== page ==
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Run, Jump, Beg, Shimmy

At Zoom Room Dog Agility Training, every mutt learns a trick or two. And so do their owners.

This story appears in the July 2010 issue of Entrepreneur. Subscribe »

Maybe you've seen them on TV: Dogs jumping over hurdles, weaving around poles and running through tunnels at lightning speed, all at their owners' commands. And maybe you've looked over at your dog and thought, 'We could never do that."

Jaime and Mark Van Wye beg to differ. At Zoom Room Dog Agility Training, they teach people and dogs of all ages, sizes and backgrounds to blaze through doggy obstacle courses. The idea isn't necessarily to get the dogs into national competitions--though, indeed, some do--but to make obedience training fun instead of a chore.

Jaime, a professional dog trainer, and Mark, a marketing expert, opened their first Zoom Room in 2006 in Culver City, Calif. After just a year, they had more than 500 canine clients. 'It becomes a big part of people's lives," Jaime says. 'We've actually had to invent new classes because people keep asking, 'What's next?'" So far, there are sessions on dog acting, scent tracking, therapy dog training and a four-legged version of pilates, 'pup-lates," for core-strengthening. Of course.

As they prepared for the September opening of their second location in Hollywood, after having sold the first to a franchisee last year, they sat down with Entrepreneur and their dog, Clyde, a shaggy komondor who makes up in enthusiasm what he lacks in agility.

This is such a unique business. Why franchise?
Jaime:The model franchises really well. It's very dependent upon the owners' relationships with their clients, and I know pet owners are crazy about their dogs.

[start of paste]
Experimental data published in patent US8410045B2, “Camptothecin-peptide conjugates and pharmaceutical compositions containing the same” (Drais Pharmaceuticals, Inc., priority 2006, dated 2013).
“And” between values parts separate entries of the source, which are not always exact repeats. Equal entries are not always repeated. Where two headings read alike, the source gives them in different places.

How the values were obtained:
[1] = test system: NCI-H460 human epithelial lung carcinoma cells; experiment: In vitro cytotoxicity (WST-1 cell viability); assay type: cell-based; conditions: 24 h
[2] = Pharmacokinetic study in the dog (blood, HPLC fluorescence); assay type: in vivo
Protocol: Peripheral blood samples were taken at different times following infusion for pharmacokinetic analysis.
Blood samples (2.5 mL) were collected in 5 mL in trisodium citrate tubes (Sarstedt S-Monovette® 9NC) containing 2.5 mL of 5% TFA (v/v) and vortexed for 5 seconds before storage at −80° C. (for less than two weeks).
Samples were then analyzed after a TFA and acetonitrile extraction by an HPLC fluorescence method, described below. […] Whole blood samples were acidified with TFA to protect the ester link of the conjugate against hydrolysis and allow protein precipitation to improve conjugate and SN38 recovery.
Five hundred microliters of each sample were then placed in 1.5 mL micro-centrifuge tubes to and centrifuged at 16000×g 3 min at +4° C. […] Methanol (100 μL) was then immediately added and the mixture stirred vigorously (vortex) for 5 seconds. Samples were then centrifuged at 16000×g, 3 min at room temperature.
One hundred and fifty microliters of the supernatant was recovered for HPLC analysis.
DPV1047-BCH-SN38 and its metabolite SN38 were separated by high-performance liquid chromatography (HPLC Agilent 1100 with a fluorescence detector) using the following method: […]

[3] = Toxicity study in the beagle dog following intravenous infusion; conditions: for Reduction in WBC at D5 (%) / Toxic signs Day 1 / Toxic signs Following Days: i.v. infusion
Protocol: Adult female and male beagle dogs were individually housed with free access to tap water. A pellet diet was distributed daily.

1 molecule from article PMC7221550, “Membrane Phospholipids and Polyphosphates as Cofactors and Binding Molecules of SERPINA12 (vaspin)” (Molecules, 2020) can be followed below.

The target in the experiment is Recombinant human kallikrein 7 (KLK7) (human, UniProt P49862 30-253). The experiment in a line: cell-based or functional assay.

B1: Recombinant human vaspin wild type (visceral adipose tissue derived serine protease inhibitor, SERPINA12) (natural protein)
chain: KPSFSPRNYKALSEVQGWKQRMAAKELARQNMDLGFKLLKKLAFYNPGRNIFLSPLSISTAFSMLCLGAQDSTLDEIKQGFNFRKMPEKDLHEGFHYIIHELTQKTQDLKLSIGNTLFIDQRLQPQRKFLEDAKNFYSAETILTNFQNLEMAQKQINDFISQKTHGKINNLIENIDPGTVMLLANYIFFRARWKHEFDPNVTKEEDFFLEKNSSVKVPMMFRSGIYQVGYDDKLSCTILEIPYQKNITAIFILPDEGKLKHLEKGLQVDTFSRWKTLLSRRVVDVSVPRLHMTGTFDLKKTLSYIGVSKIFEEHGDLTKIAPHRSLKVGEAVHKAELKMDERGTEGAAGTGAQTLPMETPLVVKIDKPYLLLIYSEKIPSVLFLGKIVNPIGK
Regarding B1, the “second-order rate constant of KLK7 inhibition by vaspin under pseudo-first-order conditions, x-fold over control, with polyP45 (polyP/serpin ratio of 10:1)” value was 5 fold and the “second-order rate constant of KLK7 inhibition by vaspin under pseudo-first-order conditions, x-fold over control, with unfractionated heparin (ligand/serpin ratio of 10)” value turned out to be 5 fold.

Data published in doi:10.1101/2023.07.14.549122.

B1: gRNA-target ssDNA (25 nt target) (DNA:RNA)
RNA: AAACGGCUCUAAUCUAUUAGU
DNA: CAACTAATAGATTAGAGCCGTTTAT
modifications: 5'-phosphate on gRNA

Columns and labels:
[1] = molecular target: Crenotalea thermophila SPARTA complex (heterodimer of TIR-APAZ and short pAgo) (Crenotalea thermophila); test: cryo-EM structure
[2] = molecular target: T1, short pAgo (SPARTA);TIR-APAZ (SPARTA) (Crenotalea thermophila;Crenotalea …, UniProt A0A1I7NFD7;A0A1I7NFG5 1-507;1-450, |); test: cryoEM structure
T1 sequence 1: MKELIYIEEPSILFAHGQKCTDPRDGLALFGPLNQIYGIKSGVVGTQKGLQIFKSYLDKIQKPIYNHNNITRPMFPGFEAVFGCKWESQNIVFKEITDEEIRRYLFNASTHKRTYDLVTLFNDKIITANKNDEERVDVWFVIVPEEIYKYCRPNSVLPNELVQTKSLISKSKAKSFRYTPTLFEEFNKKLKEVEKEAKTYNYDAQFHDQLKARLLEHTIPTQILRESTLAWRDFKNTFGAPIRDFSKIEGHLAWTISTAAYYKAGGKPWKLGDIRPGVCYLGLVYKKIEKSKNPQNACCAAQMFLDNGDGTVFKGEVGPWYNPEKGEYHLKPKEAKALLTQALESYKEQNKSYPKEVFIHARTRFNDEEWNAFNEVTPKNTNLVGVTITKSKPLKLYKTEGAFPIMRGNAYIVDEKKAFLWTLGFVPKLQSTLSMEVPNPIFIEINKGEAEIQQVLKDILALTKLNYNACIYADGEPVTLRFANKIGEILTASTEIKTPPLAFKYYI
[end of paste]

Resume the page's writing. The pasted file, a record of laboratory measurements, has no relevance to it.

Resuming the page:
Mark:People are looking for affordable stuff they can do with their family--including the dog--so we actually saw a bump in business during the recession.

How much do you charge?
We don't set prices for our franchisees. At the Culver City location, group classes are $25 per session and private training is $75 an hour.

How do you market the business?
M:We've been pursuing story-centered national coverage. For example, we just sponsored America's Best Dog Trick Contest online, and we got great press from that. We also got invited to host a dog park for the MTV Movie Awards in June.

Do you have to be a dog trainer to own a Zoom Room?
M:It's almost better not to have dog-training experience. If someone comes to us and we know they're smart, ambitious and get the concept, we can teach them. Jaime has developed an online curriculum for our franchisees that's like a grad-school course in animal behavior.

J:It takes eight to 12 weeks, and we require that they volunteer in an animal shelter as well. After that, we bring them out here for hands-on training.

So what do you look for in franchisees?
M:Really good communication skills. This really isn't a dog business, it's a people business. And the clients--the two-legged ones--are the ones paying the bills at the end of the day, so it's all about giving them an amazing experience.

Fess up. Can any dog do agility?
M:Absolutely. We've had a 14-year-old beagle, a 3-pound Chihuahua and even two deaf dogs take our classes. It's a wonderful medium for fostering communication skills and building confidence, which is really what we're about.

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